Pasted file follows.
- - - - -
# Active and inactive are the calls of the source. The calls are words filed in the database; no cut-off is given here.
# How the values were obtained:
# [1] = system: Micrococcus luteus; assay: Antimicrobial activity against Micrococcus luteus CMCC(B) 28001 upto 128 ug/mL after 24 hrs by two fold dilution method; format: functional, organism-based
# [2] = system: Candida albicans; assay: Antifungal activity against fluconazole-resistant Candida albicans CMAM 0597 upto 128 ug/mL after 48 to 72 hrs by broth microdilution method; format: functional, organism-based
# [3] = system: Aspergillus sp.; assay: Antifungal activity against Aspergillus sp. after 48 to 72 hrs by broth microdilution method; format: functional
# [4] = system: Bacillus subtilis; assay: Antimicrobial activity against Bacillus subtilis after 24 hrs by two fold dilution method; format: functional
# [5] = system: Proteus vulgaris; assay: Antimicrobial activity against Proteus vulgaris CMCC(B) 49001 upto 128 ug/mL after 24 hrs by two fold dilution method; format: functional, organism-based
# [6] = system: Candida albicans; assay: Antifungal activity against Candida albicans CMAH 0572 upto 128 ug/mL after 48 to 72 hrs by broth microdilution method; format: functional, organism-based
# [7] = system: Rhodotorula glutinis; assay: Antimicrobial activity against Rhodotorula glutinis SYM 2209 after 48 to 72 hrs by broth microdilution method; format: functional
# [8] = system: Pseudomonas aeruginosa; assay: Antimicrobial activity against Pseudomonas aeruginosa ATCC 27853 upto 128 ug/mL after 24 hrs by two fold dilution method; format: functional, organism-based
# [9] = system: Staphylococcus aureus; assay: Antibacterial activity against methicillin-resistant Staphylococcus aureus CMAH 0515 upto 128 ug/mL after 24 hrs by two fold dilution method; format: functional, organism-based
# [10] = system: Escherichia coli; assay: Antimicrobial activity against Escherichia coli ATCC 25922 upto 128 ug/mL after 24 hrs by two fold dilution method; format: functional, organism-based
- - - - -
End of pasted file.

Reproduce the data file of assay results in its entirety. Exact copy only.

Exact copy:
# Active and inactive are the calls of the source. The calls are words filed in the database; no cut-off is given here.
# How the values were obtained:
# [1] = system: Micrococcus luteus; assay: Antimicrobial activity against Micrococcus luteus CMCC(B) 28001 upto 128 ug/mL after 24 hrs by two fold dilution method; format: functional, organism-based
# [2] = system: Candida albicans; assay: Antifungal activity against fluconazole-resistant Candida albicans CMAM 0597 upto 128 ug/mL after 48 to 72 hrs by broth microdilution method; format: functional, organism-based
# [3] = system: Aspergillus sp.; assay: Antifungal activity against Aspergillus sp. after 48 to 72 hrs by broth microdilution method; format: functional
# [4] = system: Bacillus subtilis; assay: Antimicrobial activity against Bacillus subtilis after 24 hrs by two fold dilution method; format: functional
# [5] = system: Proteus vulgaris; assay: Antimicrobial activity against Proteus vulgaris CMCC(B) 49001 upto 128 ug/mL after 24 hrs by two fold dilution method; format: functional, organism-based
# [6] = system: Candida albicans; assay: Antifungal activity against Candida albicans CMAH 0572 upto 128 ug/mL after 48 to 72 hrs by broth microdilution method; format: functional, organism-based
# [7] = system: Rhodotorula glutinis; assay: Antimicrobial activity against Rhodotorula glutinis SYM 2209 after 48 to 72 hrs by broth microdilution method; format: functional
# [8] = system: Pseudomonas aeruginosa; assay: Antimicrobial activity against Pseudomonas aeruginosa ATCC 27853 upto 128 ug/mL after 24 hrs by two fold dilution method; format: functional, organism-based
# [9] = system: Staphylococcus aureus; assay: Antibacterial activity against methicillin-resistant Staphylococcus aureus CMAH 0515 upto 128 ug/mL after 24 hrs by two fold dilution method; format: functional, organism-based
# [10] = system: Escherichia coli; assay: Antimicrobial activity against Escherichia coli ATCC 25922 upto 128 ug/mL after 24 hrs by two fold dilution method; format: functional, organism-based